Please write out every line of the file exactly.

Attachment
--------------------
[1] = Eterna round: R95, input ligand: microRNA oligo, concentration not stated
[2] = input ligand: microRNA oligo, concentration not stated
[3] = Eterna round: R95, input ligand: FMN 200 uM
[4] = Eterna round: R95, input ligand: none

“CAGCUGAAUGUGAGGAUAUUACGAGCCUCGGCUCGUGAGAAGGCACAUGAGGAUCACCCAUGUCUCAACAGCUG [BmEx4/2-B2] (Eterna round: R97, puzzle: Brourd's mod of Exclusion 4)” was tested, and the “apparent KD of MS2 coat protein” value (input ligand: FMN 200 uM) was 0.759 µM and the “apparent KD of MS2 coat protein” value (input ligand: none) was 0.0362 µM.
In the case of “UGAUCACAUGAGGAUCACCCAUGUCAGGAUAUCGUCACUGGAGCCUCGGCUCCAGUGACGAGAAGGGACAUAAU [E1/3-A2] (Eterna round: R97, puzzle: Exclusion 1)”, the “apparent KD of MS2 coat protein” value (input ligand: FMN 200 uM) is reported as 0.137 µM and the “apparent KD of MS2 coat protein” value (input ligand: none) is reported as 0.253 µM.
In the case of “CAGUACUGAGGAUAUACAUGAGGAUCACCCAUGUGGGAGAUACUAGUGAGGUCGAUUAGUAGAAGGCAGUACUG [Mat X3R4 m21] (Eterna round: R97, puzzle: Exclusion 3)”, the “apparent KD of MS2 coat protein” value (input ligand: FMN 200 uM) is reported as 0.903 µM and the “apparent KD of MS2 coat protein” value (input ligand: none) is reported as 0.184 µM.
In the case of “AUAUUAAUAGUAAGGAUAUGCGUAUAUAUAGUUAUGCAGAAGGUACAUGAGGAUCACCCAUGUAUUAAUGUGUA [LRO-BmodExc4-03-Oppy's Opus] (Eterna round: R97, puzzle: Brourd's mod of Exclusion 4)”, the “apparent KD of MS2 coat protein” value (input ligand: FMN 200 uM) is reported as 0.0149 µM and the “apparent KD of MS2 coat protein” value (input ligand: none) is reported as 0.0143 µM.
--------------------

[1] = Eterna round: R95, input ligand: microRNA oligo, concentration not stated
[2] = input ligand: microRNA oligo, concentration not stated
[3] = Eterna round: R95, input ligand: FMN 200 uM
[4] = Eterna round: R95, input ligand: none

“CAGCUGAAUGUGAGGAUAUUACGAGCCUCGGCUCGUGAGAAGGCACAUGAGGAUCACCCAUGUCUCAACAGCUG [BmEx4/2-B2] (Eterna round: R97, puzzle: Brourd's mod of Exclusion 4)” was tested, and the “apparent KD of MS2 coat protein” value (input ligand: FMN 200 uM) was 0.759 µM and the “apparent KD of MS2 coat protein” value (input ligand: none) was 0.0362 µM.
In the case of “UGAUCACAUGAGGAUCACCCAUGUCAGGAUAUCGUCACUGGAGCCUCGGCUCCAGUGACGAGAAGGGACAUAAU [E1/3-A2] (Eterna round: R97, puzzle: Exclusion 1)”, the “apparent KD of MS2 coat protein” value (input ligand: FMN 200 uM) is reported as 0.137 µM and the “apparent KD of MS2 coat protein” value (input ligand: none) is reported as 0.253 µM.
In the case of “CAGUACUGAGGAUAUACAUGAGGAUCACCCAUGUGGGAGAUACUAGUGAGGUCGAUUAGUAGAAGGCAGUACUG [Mat X3R4 m21] (Eterna round: R97, puzzle: Exclusion 3)”, the “apparent KD of MS2 coat protein” value (input ligand: FMN 200 uM) is reported as 0.903 µM and the “apparent KD of MS2 coat protein” value (input ligand: none) is reported as 0.184 µM.
In the case of “AUAUUAAUAGUAAGGAUAUGCGUAUAUAUAGUUAUGCAGAAGGUACAUGAGGAUCACCCAUGUAUUAAUGUGUA [LRO-BmodExc4-03-Oppy's Opus] (Eterna round: R97, puzzle: Brourd's mod of Exclusion 4)”, the “apparent KD of MS2 coat protein” value (input ligand: FMN 200 uM) is reported as 0.0149 µM and the “apparent KD of MS2 coat protein” value (input ligand: none) is reported as 0.0143 µM.